Master's Theses

Date of Award

Fall 1997

Degree Name

Master of Science in Nursing (MSN)

Department

Nursing

Advisor

Eileen Deges Curl

Abstract

The purpose of this investigation was to identify academic variables, both before and during the nursing program, that predicted the practical nursing student’s success in educational and licensure processes. The predictor variables were (a) high school grade point average (GPA); (b) Practical Nursing Entrance Exam (PNEE); (c) number of support course credit hours successfully completed prior to nursing school; (d) Tests of Adult Basic Education (TABE); (e) first, second, and third nursing course percentage grade; and (f) LPN Assessment Test. The criterion variables included (a) percentage grade for the first nursing course, (b) LPN Assessment Test pass rate, and (c) National Council Licensure Examination for practical Nurses (NCLEX-PN) pass rate. The sample (N=62 consisted of practical nursing (PN) students who attended and/or graduated form a Midwestern vocational technical school/college during the time between August 1991 and June 1995. Due to incomplete data on some nursing program entrants, statistical analyses were conducted on variables with complete data sets and, thus, the sample size for each analysis varied. The investigation found: (a) there was a moderate, positive correlation (r = .35, p < .05) between high school GPA and the first nursing course percentage grade (FNCPG); (b) the third nursing course percentage grade (TNCPG) was the most important academic predictor in discriminating between the LPN Assessment Test pass and fail groups; (c) passing the LPN Assessment Test correlated with passing the NCLEX-PN (r = .32, p, .01); and (d) the PNEE composite score (R-.59) and TABE total reading score (R= .57) were the best predictors of the LPN Assessment Test percentage score when each test was analyzed separately. Based on these findings, the high school GPA, TABE, and PNEE can be analyzed by a nurse educator to help identify a student at-risk for failing in the first semester of his/her PN education. As the student progresses through the nursing program, nursing course grade and the LPN Assessment Test become significant academic predictors of success in the educational and/or licensure process. Nurse educators can utilize this knowledge as they plan and initiate appropriate teaching methodologies and/or counseling designed to support the student’s success in the admission to, progression thru, and graduation from a practical/vocational nursing program.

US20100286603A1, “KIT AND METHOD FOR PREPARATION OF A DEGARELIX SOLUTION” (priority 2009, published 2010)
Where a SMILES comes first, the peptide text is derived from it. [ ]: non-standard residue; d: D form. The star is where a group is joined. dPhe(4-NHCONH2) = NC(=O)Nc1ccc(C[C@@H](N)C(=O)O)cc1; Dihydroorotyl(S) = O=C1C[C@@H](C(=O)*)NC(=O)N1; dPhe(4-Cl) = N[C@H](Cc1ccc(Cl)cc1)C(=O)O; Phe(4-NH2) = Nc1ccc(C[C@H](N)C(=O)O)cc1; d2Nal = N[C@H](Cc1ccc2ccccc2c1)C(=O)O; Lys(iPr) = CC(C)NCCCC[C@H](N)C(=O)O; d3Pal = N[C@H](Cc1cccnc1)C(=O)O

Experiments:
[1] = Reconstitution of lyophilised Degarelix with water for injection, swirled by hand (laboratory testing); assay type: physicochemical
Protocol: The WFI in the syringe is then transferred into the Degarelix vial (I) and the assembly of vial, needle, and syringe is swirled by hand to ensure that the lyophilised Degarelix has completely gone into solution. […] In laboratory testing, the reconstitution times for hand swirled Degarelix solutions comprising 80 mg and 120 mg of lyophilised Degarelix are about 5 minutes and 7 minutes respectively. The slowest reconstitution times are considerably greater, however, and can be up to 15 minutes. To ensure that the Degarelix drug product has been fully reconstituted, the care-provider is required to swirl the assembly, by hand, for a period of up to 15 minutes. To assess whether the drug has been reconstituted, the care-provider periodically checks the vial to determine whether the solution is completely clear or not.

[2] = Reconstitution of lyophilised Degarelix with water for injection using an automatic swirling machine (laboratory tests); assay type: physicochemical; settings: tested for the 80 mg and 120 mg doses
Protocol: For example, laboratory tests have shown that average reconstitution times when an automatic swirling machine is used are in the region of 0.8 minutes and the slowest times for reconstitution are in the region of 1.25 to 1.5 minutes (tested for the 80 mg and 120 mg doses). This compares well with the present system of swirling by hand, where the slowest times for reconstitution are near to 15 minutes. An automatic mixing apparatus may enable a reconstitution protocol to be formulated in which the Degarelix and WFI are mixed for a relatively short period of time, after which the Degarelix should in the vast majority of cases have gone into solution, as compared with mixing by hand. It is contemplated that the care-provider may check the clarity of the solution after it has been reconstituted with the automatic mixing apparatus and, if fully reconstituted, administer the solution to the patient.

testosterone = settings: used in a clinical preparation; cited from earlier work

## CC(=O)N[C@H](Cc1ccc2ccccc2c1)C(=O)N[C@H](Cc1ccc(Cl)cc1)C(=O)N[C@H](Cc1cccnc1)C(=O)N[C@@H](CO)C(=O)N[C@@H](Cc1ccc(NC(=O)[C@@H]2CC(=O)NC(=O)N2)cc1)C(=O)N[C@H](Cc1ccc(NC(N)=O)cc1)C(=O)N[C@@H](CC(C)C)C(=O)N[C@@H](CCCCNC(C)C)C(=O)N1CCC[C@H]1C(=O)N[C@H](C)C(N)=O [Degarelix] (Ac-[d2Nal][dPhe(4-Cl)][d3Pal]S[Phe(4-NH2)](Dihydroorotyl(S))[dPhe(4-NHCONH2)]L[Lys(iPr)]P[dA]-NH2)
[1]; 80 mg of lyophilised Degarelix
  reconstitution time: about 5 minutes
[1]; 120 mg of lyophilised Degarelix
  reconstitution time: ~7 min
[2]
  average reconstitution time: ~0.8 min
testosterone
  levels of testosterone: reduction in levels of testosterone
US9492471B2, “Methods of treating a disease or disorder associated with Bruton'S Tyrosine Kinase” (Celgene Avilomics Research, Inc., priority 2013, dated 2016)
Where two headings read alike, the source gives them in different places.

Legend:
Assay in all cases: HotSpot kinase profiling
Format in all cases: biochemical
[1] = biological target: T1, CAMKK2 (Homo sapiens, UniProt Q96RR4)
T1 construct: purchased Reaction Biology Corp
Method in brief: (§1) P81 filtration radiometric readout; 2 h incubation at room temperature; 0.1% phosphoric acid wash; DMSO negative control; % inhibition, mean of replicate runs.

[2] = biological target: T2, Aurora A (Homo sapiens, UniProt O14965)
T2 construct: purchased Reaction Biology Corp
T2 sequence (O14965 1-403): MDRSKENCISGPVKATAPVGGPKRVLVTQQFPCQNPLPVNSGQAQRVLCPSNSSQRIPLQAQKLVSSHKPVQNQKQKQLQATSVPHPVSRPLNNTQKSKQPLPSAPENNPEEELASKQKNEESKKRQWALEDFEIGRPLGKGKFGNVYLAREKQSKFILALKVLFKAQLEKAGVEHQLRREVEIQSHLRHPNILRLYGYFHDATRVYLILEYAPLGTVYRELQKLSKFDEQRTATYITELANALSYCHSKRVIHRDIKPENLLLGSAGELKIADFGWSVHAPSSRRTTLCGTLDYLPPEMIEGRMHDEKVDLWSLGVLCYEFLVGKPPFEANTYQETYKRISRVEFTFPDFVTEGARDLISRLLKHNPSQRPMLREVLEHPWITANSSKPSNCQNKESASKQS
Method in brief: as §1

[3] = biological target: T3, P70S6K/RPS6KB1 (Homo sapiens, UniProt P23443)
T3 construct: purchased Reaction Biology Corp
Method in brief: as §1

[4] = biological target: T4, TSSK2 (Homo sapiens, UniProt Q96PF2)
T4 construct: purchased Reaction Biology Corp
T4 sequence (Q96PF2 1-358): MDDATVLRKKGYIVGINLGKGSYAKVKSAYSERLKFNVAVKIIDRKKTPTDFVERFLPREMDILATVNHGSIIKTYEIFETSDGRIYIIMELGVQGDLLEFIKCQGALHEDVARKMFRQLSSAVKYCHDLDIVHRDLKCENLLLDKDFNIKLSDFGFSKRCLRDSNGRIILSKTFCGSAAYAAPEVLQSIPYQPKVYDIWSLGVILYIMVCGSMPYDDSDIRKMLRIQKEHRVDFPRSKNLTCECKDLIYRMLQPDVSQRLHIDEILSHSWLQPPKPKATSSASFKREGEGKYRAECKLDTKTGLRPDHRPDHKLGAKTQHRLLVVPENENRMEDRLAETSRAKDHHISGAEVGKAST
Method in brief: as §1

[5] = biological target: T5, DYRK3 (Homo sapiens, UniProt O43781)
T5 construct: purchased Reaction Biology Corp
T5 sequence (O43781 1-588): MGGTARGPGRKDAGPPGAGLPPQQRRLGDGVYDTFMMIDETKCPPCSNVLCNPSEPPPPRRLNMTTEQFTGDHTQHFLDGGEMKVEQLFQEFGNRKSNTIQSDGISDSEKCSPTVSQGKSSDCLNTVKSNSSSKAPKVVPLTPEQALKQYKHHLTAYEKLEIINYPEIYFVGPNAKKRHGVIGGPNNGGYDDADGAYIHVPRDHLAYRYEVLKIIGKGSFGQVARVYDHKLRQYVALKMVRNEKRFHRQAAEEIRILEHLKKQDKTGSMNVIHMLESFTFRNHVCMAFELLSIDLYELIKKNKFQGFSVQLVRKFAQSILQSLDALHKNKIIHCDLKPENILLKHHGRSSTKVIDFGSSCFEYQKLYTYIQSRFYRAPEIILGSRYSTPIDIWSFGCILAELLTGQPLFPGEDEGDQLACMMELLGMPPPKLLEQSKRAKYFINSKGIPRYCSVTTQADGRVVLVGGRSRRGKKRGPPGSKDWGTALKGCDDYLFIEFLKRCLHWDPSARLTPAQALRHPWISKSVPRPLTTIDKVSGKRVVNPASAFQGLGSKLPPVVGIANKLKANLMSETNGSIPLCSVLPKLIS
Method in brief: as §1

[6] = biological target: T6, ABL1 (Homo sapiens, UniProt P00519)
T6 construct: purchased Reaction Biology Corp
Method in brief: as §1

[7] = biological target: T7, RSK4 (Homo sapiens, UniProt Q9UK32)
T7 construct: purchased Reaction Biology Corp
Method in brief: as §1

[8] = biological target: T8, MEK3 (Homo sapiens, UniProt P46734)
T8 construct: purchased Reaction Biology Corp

Rights

Copyright 1997 Beryl A. Dinges

Comments

Notice: This material may be protected by copyright law (Title 17 U.S. Code).

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